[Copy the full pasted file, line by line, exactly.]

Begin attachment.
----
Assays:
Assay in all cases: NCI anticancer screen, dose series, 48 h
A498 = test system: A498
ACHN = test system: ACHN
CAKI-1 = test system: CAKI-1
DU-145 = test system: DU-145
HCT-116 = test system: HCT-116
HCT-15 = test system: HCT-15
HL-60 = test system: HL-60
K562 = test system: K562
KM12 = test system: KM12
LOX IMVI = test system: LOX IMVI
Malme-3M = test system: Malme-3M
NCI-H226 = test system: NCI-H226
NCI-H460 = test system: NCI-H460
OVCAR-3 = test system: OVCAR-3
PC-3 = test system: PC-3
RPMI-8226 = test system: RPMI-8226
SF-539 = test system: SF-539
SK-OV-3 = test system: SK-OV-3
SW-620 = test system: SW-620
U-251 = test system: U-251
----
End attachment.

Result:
Assays:
Assay in all cases: NCI anticancer screen, dose series, 48 h
A498 = test system: A498
ACHN = test system: ACHN
CAKI-1 = test system: CAKI-1
DU-145 = test system: DU-145
HCT-116 = test system: HCT-116
HCT-15 = test system: HCT-15
HL-60 = test system: HL-60
K562 = test system: K562
KM12 = test system: KM12
LOX IMVI = test system: LOX IMVI
Malme-3M = test system: Malme-3M
NCI-H226 = test system: NCI-H226
NCI-H460 = test system: NCI-H460
OVCAR-3 = test system: OVCAR-3
PC-3 = test system: PC-3
RPMI-8226 = test system: RPMI-8226
SF-539 = test system: SF-539
SK-OV-3 = test system: SK-OV-3
SW-620 = test system: SW-620
U-251 = test system: U-251